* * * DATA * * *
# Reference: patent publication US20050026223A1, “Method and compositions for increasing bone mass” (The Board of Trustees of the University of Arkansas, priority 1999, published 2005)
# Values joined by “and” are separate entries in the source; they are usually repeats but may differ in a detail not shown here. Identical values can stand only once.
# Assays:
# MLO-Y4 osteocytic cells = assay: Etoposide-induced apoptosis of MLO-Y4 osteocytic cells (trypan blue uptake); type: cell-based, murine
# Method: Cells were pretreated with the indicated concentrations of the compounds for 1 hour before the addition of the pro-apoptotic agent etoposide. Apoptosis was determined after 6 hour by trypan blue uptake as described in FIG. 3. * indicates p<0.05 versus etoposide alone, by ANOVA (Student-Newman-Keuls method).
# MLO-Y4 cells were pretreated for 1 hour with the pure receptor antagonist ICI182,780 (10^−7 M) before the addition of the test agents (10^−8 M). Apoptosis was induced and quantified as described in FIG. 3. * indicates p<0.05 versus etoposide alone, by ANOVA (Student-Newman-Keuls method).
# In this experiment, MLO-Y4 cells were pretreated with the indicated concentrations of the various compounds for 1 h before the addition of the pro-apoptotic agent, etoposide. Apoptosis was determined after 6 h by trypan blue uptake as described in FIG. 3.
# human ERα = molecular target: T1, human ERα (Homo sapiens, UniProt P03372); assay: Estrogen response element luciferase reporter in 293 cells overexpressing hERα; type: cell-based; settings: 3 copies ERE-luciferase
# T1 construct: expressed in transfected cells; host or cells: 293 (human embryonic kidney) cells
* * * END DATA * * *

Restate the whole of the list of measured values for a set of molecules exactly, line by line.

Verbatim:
# Reference: patent publication US20050026223A1, “Method and compositions for increasing bone mass” (The Board of Trustees of the University of Arkansas, priority 1999, published 2005)
# Values joined by “and” are separate entries in the source; they are usually repeats but may differ in a detail not shown here. Identical values can stand only once.
# Assays:
# MLO-Y4 osteocytic cells = assay: Etoposide-induced apoptosis of MLO-Y4 osteocytic cells (trypan blue uptake); type: cell-based, murine
# Method: Cells were pretreated with the indicated concentrations of the compounds for 1 hour before the addition of the pro-apoptotic agent etoposide. Apoptosis was determined after 6 hour by trypan blue uptake as described in FIG. 3. * indicates p<0.05 versus etoposide alone, by ANOVA (Student-Newman-Keuls method).
# MLO-Y4 cells were pretreated for 1 hour with the pure receptor antagonist ICI182,780 (10^−7 M) before the addition of the test agents (10^−8 M). Apoptosis was induced and quantified as described in FIG. 3. * indicates p<0.05 versus etoposide alone, by ANOVA (Student-Newman-Keuls method).
# In this experiment, MLO-Y4 cells were pretreated with the indicated concentrations of the various compounds for 1 h before the addition of the pro-apoptotic agent, etoposide. Apoptosis was determined after 6 h by trypan blue uptake as described in FIG. 3.
# human ERα = molecular target: T1, human ERα (Homo sapiens, UniProt P03372); assay: Estrogen response element luciferase reporter in 293 cells overexpressing hERα; type: cell-based; settings: 3 copies ERE-luciferase
# T1 construct: expressed in transfected cells; host or cells: 293 (human embryonic kidney) cells